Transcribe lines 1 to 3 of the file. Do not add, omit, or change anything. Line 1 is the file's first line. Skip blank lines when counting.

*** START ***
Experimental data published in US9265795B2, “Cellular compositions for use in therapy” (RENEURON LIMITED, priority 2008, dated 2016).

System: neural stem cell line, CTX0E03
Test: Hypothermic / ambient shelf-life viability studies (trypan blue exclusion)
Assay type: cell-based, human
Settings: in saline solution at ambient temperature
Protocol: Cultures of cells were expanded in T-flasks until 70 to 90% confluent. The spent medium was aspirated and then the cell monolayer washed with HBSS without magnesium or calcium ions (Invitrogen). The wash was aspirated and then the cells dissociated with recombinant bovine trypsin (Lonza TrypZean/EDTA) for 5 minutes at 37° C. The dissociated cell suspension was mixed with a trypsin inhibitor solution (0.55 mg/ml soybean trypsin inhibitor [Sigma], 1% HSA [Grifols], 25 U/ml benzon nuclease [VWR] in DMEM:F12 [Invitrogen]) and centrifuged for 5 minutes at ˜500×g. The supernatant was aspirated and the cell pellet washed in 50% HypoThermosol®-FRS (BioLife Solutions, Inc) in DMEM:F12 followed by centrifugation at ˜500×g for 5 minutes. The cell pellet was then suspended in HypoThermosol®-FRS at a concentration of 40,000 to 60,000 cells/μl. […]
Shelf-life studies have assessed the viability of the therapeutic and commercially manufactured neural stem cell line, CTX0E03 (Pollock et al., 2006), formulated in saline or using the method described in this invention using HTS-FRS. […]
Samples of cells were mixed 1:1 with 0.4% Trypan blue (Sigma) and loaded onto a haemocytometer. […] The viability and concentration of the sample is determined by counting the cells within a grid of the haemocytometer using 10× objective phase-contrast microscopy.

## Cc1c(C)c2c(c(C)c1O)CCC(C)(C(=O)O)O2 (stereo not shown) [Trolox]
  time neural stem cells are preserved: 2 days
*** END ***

Experimental data published in US9265795B2, “Cellular compositions for use in therapy” (RENEURON LIMITED, priority 2008, dated 2016).

System: neural stem cell line, CTX0E03
Test: Hypothermic / ambient shelf-life viability studies (trypan blue exclusion)